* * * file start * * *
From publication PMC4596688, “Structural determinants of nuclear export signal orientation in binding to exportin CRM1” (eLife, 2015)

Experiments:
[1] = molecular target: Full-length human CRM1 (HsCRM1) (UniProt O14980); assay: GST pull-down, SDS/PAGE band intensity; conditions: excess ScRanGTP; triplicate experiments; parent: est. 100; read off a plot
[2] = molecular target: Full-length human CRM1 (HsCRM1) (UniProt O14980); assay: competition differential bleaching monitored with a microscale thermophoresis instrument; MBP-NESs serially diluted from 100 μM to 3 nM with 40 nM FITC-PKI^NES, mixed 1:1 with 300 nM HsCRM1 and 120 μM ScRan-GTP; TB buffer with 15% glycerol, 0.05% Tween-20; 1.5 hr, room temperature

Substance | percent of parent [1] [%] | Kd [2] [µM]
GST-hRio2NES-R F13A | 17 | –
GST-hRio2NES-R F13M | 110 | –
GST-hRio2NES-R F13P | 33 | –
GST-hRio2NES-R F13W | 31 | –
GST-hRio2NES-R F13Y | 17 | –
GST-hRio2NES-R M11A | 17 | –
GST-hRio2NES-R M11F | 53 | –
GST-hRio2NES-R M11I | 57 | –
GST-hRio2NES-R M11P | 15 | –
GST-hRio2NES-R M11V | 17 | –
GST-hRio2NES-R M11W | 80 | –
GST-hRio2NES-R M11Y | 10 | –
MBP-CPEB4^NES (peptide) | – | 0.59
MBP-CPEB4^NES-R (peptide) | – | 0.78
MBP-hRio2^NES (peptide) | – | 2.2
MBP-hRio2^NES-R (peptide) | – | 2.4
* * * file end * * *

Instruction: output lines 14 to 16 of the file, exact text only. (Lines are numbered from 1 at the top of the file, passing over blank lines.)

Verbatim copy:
GST-hRio2NES-R M11P | 15 | –
GST-hRio2NES-R M11V | 17 | –
GST-hRio2NES-R M11W | 80 | –